New "ConservaBull" Program Will Make Residence Halls Greener
TAMPA, Fla. (Aug. 21, 2008) – Energy and water savings in campus residence halls are the ambitious goals of the University of South Florida’s new “ConservaBull” program – using friendly competition as the means. The program is the brainchild of USF Architecture and Community Design student Christopher Cox and now USF student group Emerging Green Builders has taken it on as a project, modeled on successful programs on other campuses.
Beginning this fall, several residence halls will compete with each other to determine which building conserves the most. The winning hall will receive a special prize along with its residence advisors who will also win awards for helping spread the message.
"We are really excited to see the results," said Elizabeth Kaplon, USF’s assistant director for academic initiatives in USF housing. "We all know that our society has to change and this is a wonderful opportunity to educate students about environmental conservation and global warming and take the added step of doing something about it."
Christopher Cox brought the idea to USF’s sustainability committee and he has received support from the university’s physical plant department which will provide weekly energy consumption and monthly water consumption updates for each residence hall. Students will be able to check their buildings’ standings in the contest online.
"Chris and the folks at physical plant have done a wonderful job designing a program that can make a real reduction in carbon output by the university," said Robert Brinkmann, geography department chair and professor, and co-chair of USF’s sustainability steering committee.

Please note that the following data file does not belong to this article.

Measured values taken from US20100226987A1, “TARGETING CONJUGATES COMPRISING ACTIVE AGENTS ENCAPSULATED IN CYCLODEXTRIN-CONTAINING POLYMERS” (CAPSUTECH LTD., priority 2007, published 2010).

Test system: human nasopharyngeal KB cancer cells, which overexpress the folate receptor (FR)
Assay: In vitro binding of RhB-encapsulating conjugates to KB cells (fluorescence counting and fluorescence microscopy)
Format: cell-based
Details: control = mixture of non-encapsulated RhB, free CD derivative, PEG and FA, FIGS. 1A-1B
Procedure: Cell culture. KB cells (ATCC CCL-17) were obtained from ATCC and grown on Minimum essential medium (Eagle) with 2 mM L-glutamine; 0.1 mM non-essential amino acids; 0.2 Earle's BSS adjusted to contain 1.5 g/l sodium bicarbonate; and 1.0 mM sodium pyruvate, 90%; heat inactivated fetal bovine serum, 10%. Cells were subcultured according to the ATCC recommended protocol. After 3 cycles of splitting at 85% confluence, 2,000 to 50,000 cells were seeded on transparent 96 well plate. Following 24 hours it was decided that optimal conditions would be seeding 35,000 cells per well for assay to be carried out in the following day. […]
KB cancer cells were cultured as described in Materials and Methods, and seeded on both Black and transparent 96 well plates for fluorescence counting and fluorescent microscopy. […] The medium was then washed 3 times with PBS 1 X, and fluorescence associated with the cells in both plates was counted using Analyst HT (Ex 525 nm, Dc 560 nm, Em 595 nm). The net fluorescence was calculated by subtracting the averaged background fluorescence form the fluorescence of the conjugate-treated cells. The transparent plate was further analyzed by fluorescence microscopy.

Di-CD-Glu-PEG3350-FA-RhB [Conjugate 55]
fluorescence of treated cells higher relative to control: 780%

The "ConservaBull" program is one of several efforts around USF’s campus to make progress toward USF’s strategic goals in the area of sustainability.
The University of South Florida is among the nation's top 63 public research universities and one of 39 community-engaged public universities as designated by the Carnegie Foundation for the Advancement of Teaching. It is one of Florida's top three research universities. USF was awarded more than $300 million in research contracts and grants last year. The university offers 219 degree programs at the undergraduate, graduate, specialist and doctoral levels, including the doctor of medicine. The university has a $1.8 billion annual budget, an annual economic impact of $3.2 billion, and serves more than 45,000 students on campuses in Tampa, St. Petersburg, Sarasota-Manatee and Lakeland. USF is a member of the Big East Athletic Conference.
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